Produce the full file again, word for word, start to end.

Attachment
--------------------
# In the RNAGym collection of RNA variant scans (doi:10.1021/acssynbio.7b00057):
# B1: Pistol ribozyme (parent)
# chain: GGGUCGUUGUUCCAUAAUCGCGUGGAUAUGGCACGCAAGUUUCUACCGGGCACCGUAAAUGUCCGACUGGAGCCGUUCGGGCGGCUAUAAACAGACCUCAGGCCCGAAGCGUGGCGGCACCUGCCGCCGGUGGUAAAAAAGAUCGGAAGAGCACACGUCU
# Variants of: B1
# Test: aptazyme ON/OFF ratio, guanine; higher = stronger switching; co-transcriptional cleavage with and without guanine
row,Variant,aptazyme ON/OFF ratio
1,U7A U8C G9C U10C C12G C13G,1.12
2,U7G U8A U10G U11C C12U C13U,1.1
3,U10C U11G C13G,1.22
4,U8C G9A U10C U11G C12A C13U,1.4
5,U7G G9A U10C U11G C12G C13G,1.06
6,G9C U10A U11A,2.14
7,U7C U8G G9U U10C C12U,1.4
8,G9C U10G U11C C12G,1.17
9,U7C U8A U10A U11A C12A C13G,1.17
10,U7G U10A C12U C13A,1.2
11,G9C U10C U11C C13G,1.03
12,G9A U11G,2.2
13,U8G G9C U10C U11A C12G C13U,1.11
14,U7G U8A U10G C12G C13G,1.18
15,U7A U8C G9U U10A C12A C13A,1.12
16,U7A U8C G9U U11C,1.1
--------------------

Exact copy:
# In the RNAGym collection of RNA variant scans (doi:10.1021/acssynbio.7b00057):
# B1: Pistol ribozyme (parent)
# chain: GGGUCGUUGUUCCAUAAUCGCGUGGAUAUGGCACGCAAGUUUCUACCGGGCACCGUAAAUGUCCGACUGGAGCCGUUCGGGCGGCUAUAAACAGACCUCAGGCCCGAAGCGUGGCGGCACCUGCCGCCGGUGGUAAAAAAGAUCGGAAGAGCACACGUCU
# Variants of: B1
# Test: aptazyme ON/OFF ratio, guanine; higher = stronger switching; co-transcriptional cleavage with and without guanine
row,Variant,aptazyme ON/OFF ratio
1,U7A U8C G9C U10C C12G C13G,1.12
2,U7G U8A U10G U11C C12U C13U,1.1
3,U10C U11G C13G,1.22
4,U8C G9A U10C U11G C12A C13U,1.4
5,U7G G9A U10C U11G C12G C13G,1.06
6,G9C U10A U11A,2.14
7,U7C U8G G9U U10C C12U,1.4
8,G9C U10G U11C C12G,1.17
9,U7C U8A U10A U11A C12A C13G,1.17
10,U7G U10A C12U C13A,1.2
11,G9C U10C U11C C13G,1.03
12,G9A U11G,2.2
13,U8G G9C U10C U11A C12G C13U,1.11
14,U7G U8A U10G C12G C13G,1.18
15,U7A U8C G9U U10A C12A C13A,1.12
16,U7A U8C G9U U11C,1.1